More than the election of Gov. Brian Schweitzer, what really draws ones attention is the state-wide formula that Montana Democrats needed to win. They came to realize what we in Nebraska have had a hard time coming to grips with: we can not win if we're not going to fight for every vote.
A decade ago, the Montana Democratic Party began a period of rebuilding. The Republican Party held the governor's office and controlled both chambers of the legislature by overwhelming majorities. The Democrats committed themselves to the basics. They engaged in a strategic planning process that defined clear, attainable goals. They focused on recruiting candidates who would work hard and win. And they trained candidates and volunteers in the organizing model of grassroots advocacy groups. Democrats soon started making gains in legislative races....
Democrats decided to make sure that their Montana candidates did not fall prey to national Democratic stereotypes. They sought out key constituencies by starting agriculture, small business and sportsman roundtables. The party hired a communications director to move beyond the basics of press releases. And the party recommitted itself to building its grassroots base--central committees and volunteers.
Montana Democrats realized they had another problem...Voters didn't know that Democrats had an economic plan. "The party did a statewide listening tour," he says. Legislative leaders crossed the state to meet with business and labor leaders and compile an economic plan. "We took it to small towns, large towns. We literally laid out a 22-point plan."
It's good to see the Nebraska Democratic Party has already under-taken many of these efforts. We should take note, though, that:
2000 was to prove a bad year for Montana Democrats. With Al Gore running, the Democrats lost the top-of-the-ticket race by 25 percent. Bush's coattails proved too much to overcome down-ticket and strong, experienced Democrats lost their races for the governor's office and for Montana's lone House seat....
It's not going to happen in a single cycle. There are going to be losses, but we just need to keep learning from and building off them. Right here is the fundamental reason we meed a legitimate Democratic candidate for Governor in 2006. This will be a high-profile race in which we have to offer an alternative - even if it's an alternative the people aren't yet ready to embrace. The people need a chance to recognize that an alternative even exists.
Meanwhile, for any prospective candidates:
Schweitzer started running for governor virtually the day after he lost his race for the Senate (in 2000). "For a year and a half," he says, "I read all the newspapers in Montana, read the letters to the editor. When I read a cool letter, I would write them a letter and tell them that. So many candidates think that two weeks before the election, they're somehow going to gin up people to write letters for them. We'd build relationships with people who already wrote letters rather than trying to get new people to write letters to the editor."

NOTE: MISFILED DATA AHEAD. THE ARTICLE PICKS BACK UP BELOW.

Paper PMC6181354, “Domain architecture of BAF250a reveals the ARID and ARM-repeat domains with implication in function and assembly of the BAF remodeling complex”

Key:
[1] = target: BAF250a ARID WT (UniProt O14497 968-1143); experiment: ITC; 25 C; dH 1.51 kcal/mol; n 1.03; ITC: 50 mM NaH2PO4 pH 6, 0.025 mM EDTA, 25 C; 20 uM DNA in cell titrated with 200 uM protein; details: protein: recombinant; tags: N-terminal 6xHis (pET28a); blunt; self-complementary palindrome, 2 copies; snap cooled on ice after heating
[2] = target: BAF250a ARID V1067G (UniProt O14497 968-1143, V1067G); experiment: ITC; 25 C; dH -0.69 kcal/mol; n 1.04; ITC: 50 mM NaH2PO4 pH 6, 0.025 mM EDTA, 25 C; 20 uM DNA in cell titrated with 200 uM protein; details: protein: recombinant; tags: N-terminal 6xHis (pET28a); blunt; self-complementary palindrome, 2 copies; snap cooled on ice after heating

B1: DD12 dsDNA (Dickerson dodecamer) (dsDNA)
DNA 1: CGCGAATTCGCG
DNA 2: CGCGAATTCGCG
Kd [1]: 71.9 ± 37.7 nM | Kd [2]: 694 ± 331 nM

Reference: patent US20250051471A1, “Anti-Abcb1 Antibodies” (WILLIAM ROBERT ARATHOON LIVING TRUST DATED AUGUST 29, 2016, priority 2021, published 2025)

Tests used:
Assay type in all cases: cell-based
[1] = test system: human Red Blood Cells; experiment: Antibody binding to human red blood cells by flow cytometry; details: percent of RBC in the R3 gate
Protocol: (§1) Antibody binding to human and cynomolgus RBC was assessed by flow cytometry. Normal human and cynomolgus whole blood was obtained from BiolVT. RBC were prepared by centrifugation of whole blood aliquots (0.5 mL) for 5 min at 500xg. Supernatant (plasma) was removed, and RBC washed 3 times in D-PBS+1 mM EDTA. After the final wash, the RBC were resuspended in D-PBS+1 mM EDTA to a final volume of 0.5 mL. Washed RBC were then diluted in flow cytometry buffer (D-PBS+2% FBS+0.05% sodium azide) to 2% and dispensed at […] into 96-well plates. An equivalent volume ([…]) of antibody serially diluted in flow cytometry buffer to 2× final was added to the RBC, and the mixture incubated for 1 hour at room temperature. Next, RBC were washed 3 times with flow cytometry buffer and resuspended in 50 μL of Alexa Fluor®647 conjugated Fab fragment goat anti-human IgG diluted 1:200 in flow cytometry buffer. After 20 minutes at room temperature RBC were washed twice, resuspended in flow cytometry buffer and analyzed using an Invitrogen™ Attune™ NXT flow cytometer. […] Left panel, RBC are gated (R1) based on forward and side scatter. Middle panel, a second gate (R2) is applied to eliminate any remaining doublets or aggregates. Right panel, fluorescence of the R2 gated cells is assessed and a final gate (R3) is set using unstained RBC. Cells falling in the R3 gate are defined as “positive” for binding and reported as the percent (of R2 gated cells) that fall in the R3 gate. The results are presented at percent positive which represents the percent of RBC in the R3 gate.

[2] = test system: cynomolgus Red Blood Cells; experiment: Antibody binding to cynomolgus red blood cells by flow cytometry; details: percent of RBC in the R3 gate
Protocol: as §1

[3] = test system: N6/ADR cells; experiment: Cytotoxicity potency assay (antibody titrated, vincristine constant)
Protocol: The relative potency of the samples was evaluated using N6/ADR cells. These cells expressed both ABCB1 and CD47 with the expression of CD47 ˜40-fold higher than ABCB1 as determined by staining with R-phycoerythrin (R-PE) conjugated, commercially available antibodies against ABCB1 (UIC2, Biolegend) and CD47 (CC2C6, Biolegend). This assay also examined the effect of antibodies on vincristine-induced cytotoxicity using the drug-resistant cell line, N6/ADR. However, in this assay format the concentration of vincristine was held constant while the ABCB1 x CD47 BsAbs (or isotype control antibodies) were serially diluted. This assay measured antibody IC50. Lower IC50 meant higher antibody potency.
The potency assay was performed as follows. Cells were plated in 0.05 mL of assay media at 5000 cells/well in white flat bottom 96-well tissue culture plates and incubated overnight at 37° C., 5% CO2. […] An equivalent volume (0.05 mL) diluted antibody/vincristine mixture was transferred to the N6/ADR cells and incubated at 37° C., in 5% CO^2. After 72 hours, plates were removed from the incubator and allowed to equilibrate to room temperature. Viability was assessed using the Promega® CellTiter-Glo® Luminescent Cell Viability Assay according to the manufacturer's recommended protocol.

He drove across the state, meeting people in rural areas and asking what they needed from government. Those discussions resulted in an agenda that included healthcare reform, economic development and a new approach to higher education with an increased emphasis on community colleges and technical schools. Schweitzer then took his new issue agenda and crossed the state again, giving speeches that never fell into wonk speak. Instead, Schweitzer ran on values, delivering a talk about his family homesteading in Montana, building a church and a community with their friends and neighbors. He talked about being a Bobcat (a graduate of Montana State). He talked about talking to people.
The article finally makes these suggestions for Democrats, all of which apply here in Nebraska:
* Fight everywhere. Schweitzer didn't write off the rural areas of Montana that have recently become Republican strongholds. He campaigned statewide, winning two counties typically lost by Democrats and narrowing the margin in dozens of others.
* Fight back. When Schweitzer got "Swift Boated," his campaign staffers didn't sit silently. They hit back fast and hard. And in his first months in office, Schweitzer didn't refrain from criticizing the president who received more votes than he did. He aggressively criticized Bush on a number of fronts. Now he's more popular than the president among Montana voters.
* Actions speak louder than words. Unlike other Democrats who revel in meta-analysis or theorizing over values, Schweitzer simply did it. Rather than saying he was a real Montanan, he talked about his homesteading ancestors. Rather than talking about reclaiming the flag, Schweitzer just did it--prominently on his Web site and on pens the campaign distributed. And both Schweitzer and the Montana Democrats had plans. They just realized that having the plans was more important than talking about them non-stop.
That last lesson is probably the most important one. If we want Nebraskans to expect better than the Republican status quo provides, we have to start by holding ourselves and our candidates to a higher standard. We need to make promises we can keep about who we are and what we'll accomplish. We do that...and we continue to do that...and the voters will come around in time.